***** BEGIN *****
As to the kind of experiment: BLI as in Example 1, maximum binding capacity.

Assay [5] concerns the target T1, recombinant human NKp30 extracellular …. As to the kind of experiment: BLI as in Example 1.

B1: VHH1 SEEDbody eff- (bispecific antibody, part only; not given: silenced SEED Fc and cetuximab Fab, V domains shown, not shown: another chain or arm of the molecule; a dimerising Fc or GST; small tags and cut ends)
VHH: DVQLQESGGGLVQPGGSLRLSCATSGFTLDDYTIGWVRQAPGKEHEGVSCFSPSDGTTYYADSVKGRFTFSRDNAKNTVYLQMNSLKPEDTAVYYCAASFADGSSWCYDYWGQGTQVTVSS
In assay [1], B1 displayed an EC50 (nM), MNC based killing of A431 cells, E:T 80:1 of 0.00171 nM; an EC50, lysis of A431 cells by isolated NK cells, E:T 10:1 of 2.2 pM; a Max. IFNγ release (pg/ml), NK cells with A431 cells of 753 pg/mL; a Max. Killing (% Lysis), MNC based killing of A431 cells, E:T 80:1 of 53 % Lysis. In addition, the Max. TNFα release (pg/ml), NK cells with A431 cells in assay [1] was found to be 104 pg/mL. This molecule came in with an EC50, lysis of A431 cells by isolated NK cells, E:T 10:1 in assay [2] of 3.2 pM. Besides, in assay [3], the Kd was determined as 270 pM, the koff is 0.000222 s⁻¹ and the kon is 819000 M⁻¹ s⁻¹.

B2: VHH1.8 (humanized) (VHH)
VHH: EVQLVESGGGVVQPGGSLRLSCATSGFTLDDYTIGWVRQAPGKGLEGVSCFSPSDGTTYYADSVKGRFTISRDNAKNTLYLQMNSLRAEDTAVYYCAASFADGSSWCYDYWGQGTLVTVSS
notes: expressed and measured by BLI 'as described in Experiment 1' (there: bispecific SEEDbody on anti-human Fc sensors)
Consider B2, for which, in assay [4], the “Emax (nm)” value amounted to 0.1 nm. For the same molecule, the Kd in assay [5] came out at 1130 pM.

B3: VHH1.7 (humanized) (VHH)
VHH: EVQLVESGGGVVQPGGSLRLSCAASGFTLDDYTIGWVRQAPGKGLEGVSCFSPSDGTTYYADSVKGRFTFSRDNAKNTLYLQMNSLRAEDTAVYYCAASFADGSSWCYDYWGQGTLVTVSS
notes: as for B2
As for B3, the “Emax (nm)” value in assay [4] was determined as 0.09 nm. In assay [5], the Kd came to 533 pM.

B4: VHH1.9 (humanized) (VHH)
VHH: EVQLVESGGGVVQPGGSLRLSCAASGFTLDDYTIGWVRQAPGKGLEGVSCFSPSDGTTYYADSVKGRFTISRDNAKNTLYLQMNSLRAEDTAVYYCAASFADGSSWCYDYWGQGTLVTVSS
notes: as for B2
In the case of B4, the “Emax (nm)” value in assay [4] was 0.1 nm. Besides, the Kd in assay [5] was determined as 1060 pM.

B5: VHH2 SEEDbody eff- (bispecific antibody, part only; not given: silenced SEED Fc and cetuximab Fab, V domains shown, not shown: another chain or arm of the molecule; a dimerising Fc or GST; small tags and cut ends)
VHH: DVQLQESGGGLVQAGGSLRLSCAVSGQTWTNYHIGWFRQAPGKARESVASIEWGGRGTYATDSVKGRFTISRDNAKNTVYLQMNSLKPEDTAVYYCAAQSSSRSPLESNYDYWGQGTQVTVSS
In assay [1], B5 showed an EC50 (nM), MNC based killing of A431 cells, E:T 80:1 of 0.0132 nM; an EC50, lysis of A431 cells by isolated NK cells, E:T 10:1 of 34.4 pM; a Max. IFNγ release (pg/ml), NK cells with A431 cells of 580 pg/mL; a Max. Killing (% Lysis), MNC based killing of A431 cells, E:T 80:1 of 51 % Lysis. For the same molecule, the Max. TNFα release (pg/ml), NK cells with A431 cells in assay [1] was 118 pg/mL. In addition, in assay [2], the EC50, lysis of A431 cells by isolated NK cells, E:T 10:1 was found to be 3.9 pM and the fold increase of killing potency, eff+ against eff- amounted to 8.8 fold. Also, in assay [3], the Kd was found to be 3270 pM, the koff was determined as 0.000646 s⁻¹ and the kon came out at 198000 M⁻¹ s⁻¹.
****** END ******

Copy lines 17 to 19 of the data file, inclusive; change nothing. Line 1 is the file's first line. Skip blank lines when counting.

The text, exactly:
In the case of B4, the “Emax (nm)” value in assay [4] was 0.1 nm. Besides, the Kd in assay [5] was determined as 1060 pM.

B5: VHH2 SEEDbody eff- (bispecific antibody, part only; not given: silenced SEED Fc and cetuximab Fab, V domains shown, not shown: another chain or arm of the molecule; a dimerising Fc or GST; small tags and cut ends)
VHH: DVQLQESGGGLVQAGGSLRLSCAVSGQTWTNYHIGWFRQAPGKARESVASIEWGGRGTYATDSVKGRFTISRDNAKNTVYLQMNSLKPEDTAVYYCAAQSSSRSPLESNYDYWGQGTQVTVSS